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Siemens to cut 1,400 jobs in Germany

Industrial conglomerate Siemens said Tuesday it would slash 2,700 jobs worldwide at its gas and power unit, including 1,400 in its home country Germany, "over several years".

Siemens to cut 1,400 jobs in Germany
A man helps build a gas turbine at Siemens in Berlin. Photo: DPA

The majority of jobs cut in Germany will be in Berlin and Erlangen in Bavaria. 

The division – set for an independent stock market flotation in 2020 – will “require further savings of €500 million”, Siemens said in a statement.

“Measures are required in order to reduce costs (and) adjust to the declining numbers of major projects,” the company added.

Around 7,000 jobs cuts and site closures had already been announced at the
unit.

“Siemens will now begin consultations with the relevant employee representatives and then implement the planned measures… in a way that is socially responsible,” the company said.

'Unimaginative'

Still, the IG Metall union – the largest in Germany with over 2.2 million members – called the job cuts “unimaginative,” saying other solutions could be found.

“In a market that is growing in the long term and has long cycles, the short-term reduction of employees is not the best solution, especially in view of the increasing shortage of skilled workers,” the union said in a statement.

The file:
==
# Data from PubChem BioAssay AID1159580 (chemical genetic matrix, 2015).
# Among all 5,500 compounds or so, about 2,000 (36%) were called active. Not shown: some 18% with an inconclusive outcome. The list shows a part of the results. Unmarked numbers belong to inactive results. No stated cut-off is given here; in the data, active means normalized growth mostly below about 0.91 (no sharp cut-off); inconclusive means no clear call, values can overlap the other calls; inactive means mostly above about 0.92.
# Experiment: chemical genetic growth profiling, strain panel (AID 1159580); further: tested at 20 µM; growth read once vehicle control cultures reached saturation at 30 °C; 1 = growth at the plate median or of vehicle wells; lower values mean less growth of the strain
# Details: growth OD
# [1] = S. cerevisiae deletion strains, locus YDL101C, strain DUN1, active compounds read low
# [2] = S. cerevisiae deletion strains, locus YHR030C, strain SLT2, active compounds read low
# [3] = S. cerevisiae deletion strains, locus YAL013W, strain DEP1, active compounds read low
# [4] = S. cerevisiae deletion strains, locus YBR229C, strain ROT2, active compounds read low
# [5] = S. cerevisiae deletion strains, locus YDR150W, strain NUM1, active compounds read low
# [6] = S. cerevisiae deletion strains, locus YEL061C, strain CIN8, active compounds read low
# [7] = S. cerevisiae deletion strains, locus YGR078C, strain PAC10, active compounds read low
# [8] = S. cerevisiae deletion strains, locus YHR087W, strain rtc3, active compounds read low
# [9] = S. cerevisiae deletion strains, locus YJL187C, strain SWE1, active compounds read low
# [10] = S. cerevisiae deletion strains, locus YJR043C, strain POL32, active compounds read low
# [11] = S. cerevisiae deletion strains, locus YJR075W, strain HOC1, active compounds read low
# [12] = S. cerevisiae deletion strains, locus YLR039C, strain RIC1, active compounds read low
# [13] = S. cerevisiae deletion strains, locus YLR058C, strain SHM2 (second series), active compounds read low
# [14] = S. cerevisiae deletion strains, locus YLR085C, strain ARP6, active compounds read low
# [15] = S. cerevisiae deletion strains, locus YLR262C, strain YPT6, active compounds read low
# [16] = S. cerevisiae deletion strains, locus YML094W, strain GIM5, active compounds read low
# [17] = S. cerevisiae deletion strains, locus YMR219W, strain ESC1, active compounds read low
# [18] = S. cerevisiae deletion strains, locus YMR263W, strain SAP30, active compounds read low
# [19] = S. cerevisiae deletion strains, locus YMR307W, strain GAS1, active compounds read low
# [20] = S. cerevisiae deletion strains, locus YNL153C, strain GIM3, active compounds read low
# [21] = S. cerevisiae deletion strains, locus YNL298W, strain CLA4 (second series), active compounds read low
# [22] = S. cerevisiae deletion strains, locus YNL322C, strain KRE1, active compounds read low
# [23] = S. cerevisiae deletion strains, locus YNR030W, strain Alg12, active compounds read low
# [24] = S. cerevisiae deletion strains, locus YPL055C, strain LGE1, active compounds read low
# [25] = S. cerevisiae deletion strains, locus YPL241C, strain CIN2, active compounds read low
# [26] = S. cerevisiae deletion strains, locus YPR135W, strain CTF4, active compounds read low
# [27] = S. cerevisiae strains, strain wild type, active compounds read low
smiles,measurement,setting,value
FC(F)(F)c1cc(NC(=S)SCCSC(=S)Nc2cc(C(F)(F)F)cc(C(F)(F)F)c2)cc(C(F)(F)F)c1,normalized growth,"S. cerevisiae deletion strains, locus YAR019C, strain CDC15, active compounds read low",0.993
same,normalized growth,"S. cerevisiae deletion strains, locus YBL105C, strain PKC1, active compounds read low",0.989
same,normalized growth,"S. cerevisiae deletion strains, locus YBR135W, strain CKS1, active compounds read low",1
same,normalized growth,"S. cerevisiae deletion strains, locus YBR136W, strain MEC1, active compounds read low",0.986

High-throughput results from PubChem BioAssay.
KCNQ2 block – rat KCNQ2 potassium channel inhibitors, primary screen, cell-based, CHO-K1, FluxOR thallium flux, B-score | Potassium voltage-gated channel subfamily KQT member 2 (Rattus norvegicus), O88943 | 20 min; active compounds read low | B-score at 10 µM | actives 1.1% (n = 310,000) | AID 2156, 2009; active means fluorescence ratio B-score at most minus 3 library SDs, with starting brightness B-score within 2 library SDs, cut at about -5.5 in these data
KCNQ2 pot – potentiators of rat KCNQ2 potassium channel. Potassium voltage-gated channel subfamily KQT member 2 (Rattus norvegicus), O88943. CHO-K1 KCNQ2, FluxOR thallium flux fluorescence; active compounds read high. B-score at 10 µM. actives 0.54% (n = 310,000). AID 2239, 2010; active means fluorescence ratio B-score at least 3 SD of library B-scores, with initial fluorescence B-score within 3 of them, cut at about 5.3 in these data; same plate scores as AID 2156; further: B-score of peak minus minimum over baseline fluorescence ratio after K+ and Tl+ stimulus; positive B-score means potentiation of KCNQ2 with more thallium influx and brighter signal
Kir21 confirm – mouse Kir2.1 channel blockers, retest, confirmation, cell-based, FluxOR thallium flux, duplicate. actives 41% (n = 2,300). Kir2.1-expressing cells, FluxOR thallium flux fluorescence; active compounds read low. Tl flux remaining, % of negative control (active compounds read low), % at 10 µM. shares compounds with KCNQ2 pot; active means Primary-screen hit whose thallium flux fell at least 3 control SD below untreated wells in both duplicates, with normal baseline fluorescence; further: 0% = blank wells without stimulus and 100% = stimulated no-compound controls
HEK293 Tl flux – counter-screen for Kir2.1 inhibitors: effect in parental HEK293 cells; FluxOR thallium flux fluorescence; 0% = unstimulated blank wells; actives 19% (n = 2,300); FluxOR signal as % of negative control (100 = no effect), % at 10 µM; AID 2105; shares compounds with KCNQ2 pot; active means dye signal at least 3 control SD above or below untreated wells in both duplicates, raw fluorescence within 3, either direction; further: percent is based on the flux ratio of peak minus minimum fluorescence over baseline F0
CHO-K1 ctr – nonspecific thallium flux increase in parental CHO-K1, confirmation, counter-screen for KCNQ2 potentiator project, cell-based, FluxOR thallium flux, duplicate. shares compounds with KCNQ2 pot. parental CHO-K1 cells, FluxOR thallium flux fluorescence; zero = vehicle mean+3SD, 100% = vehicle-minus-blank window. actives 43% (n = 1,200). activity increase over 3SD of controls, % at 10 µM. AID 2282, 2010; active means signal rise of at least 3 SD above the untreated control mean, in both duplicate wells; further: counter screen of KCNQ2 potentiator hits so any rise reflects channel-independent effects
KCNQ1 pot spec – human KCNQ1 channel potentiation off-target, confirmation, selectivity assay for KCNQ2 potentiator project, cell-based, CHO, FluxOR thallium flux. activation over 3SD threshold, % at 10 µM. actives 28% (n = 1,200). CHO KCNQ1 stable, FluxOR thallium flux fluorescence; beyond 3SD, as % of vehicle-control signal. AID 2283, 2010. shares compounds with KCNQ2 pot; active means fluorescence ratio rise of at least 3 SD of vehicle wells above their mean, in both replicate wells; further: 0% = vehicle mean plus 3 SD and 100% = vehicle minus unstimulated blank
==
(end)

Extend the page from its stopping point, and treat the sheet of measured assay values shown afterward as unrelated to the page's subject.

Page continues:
SEE ALSO: How Germany plans to fight worker shortage with new immigration law

Gas and power brings together Munich-based Siemens' oil and gas, conventional power generation, power transmission and related services businesses.

With 64,000 employees in 80 countries, it booked sales of €12.4 billion in 2018 and €377 million in profit, including with large contracts in Egypt and Iraq.

But its profitability is declining year on year, due to falling demand for power plant equipment as a result of the global shift from fossil fuels to renewable energy.

In 2018, its margin was just 3.8 percent, while Siemens' group-wide target is between 11 and 15 percent.

The group has in recent years spun off its medical devices unit, known as Healthineers, its wind turbines division Gamesa and lightbulb maker Osram.

SEE ALSO: Siemens eyes major revamp as energy woes sap profit

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READER QUESTIONS

Reader question: Is it ever legally too hot to work from home in Germany?

Germany has regulations on working during a heatwave - but does that also apply to people who work remotely? We take a look.

Reader question: Is it ever legally too hot to work from home in Germany?

The number of people working from home shot up during the Covid pandemic, and though employees no longer have the right to work remotely by law, many have chosen to stick with more flexible arrangements and set up a home office at least part of the week.

This is great news for people who enjoy a lie-in more than a long commute, but there are some downsides. One major issue is that it’s not always clear how Germany’s strict employee protection rules actually apply in a home setting. The rules for working during a heatwave are a good example of this.

How does Germany regulate working in extreme heat?